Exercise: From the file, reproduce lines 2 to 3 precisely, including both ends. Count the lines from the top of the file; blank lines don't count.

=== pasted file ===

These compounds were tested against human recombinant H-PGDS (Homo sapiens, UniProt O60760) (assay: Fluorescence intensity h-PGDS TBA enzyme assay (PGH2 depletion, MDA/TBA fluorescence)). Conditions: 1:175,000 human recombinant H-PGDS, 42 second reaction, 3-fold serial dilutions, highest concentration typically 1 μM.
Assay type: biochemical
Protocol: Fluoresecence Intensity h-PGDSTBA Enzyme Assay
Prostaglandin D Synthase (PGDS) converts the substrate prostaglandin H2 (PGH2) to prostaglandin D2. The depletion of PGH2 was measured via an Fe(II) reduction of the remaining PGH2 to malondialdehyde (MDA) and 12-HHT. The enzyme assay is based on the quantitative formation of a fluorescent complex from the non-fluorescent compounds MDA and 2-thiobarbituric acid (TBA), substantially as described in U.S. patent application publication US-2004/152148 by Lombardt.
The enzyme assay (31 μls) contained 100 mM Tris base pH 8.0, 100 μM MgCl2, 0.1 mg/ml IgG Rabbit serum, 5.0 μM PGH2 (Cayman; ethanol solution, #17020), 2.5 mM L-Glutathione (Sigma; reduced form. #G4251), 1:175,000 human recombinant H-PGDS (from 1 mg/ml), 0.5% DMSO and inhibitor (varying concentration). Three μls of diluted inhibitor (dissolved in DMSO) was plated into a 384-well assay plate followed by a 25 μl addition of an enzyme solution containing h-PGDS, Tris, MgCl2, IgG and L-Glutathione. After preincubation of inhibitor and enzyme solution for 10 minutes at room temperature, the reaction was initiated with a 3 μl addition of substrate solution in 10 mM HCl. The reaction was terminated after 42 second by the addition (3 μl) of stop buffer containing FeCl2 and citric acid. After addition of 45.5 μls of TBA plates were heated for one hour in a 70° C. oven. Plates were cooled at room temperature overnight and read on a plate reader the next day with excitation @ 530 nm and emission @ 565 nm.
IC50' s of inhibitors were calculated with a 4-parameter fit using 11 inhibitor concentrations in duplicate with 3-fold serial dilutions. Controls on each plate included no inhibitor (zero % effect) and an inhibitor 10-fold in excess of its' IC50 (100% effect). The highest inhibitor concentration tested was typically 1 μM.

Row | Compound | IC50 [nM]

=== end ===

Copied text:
Assay type: biochemical
Protocol: Fluoresecence Intensity h-PGDSTBA Enzyme Assay